Now, I see the world as something to be afraid of, and this feeling has grown with every child I’ve had. I’m afraid of child-snatchers and paedophiles. I’m afraid of drunk-drivers. I’m afraid of cancer. I’m afraid of sharks. I’m afraid of drunken brawls in the city, and one-punch deaths. Now I’m afraid of terrorism. All these things threaten my ability to protect my babies. And the most important thing in my life is being a parent who can do this.

Sometimes I worry about what I have brought my children into. Will they see the world as a threatening place, or as one of beauty and wonder, like I used to? I know a lot of this is down to me, and how I describe the world to them. But man, I am afraid.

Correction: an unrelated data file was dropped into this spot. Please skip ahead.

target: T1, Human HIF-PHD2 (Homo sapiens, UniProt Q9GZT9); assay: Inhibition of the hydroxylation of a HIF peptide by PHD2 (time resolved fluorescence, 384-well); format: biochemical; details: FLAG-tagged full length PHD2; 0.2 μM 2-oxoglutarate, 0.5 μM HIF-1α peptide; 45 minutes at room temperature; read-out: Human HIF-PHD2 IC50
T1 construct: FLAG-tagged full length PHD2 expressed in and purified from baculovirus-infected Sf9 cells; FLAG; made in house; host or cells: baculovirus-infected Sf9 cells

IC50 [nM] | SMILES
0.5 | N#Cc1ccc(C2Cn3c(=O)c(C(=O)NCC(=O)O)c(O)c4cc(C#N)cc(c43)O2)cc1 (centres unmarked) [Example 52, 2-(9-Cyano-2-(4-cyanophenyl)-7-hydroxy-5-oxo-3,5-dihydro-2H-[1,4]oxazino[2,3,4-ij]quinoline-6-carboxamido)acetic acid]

Is the world still wonderful? Maybe I need to look a bit harder. There are still wonderful people around, the aftermath of the Sydney siege has proved that.  But the news consistently reports of new dreadful things happening to innocent people. Maybe my parenting eyes filter everything so that only that which poses a threat to my offspring stands out. Maybe that’s how I interpret the news these days. I can’t watch it anymore.

I know my job is to raise my children, to love them and protect them. To not be able to that is my greatest fear. I have to keep moving forward, must show them that there are beautiful things in the world, despite the ugliness around us. The way I see it, there are two choices for me: live a life controlled by fear or live a life despite it. One choice renders me powerless, the other empowers me. For the sake of my kids, I know which one it has to be.